The Power of a Little White Lie

By February 12, 2010No Comments

One of the things that Ike and I have discussed a lot lately is how we can constantly reinforce the strength of our marriage. It’s a tough thing to gauge because a marriage can seem fine when the circumstances are easy. It’s not until a storm hits that the cracks in its foundation become apparent. Until then, how can you really be sure that you’re building a strong marriage?

I spoke to a friend of mine about this question the other day. She’s been married 28 years and she gave me the following advice: Never EVER lie.  

This rule is actually a lot more difficult than it sounds. It means that when you break your budget by purchasing that pair of shoes you really wanted, you have to tell your husband. Have you been scoping out pics of an ex-boyfriend on facebook? Tell your husband.  Did you slip and tell someone a secret that your husband had shared with you in confidence? Then tell him. No matter what, no matter how seemingly small (unless it’s a surprise birthday party, of course!) you have got to be honest.

What’s tricky is how we convince ourselves that the little lies don’t matter. What he doesn’t know can’t hurt him, right? That might be true…at first. But as soon as you open the door to one lie, no matter how small,  you open the door to lying in your marriage.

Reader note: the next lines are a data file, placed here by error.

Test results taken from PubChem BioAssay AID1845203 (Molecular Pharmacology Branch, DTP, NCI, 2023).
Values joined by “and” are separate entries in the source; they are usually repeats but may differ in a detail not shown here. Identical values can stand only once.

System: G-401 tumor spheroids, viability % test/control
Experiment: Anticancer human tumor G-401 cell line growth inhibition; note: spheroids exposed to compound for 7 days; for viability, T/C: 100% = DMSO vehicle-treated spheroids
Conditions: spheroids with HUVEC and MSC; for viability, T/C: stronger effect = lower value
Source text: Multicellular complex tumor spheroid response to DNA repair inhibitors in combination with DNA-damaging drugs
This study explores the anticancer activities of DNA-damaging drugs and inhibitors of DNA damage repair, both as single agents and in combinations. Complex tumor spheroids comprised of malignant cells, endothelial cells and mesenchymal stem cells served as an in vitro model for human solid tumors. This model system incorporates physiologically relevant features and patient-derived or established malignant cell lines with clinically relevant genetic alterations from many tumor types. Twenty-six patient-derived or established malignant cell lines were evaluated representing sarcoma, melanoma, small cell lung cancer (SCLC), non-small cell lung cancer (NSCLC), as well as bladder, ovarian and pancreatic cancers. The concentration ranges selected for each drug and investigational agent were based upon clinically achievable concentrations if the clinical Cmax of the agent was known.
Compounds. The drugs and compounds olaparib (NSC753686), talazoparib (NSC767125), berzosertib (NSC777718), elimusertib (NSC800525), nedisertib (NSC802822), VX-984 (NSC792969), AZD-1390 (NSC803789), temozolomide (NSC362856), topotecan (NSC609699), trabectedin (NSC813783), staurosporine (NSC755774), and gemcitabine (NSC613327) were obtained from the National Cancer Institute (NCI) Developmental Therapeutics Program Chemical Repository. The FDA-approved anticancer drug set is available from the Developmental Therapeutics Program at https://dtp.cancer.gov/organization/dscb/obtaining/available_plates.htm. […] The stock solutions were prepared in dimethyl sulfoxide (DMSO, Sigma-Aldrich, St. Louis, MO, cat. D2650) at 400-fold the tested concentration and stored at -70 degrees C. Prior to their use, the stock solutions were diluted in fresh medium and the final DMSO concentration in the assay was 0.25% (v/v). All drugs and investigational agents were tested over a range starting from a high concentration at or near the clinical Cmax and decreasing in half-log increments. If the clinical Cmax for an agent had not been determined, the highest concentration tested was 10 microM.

Straight up deception doesn’t begin all at once. It is the culmination of hundreds of small lies that increase your boldness while decreasing your communication. Those seemingly innocent little white lies stand in the way of you and your husband having an open and honest relationship.

A marriage in which you can “tell each other anything” not only requires a forgiving spirit, but it especially requires the humility and courage to admit you screwed up, even when you know it might disappoint or frustrate your spouse. It’s easy to reason that a minor offense isn’t worth the trouble it will cause by bringing it to light, but that logic is woefully short-sighted.

Honesty helps you to protect your marriage from the chief weapon of the great Deceiver, lies. But honesty is important for other relationships as well. One of my seminary professors once said that one of the greatest challenges facing Christians today is not to lie. I think he’s right. Not only are we afraid to be honest with our friends when they need to hear the truth, but our lifestyles often reveal a startling discrepancy between the truth we preach and the way we live.

Honesty, in love, is not only crucial for a strong marriage, but for a strong community. The minute we excuse a little white lie as being harmless, we provide the Enemy a foothold. Don’t let him. And I’m not gonna lie (no pun intended!), it’s hard to be honest about those little things. Sometimes I would much rather omit them, but I keep forcing myself to come clean. It stings and I hate it, but in the long run I have no regrets, and I trust that God will use our honesty to strengthen us for the storms.

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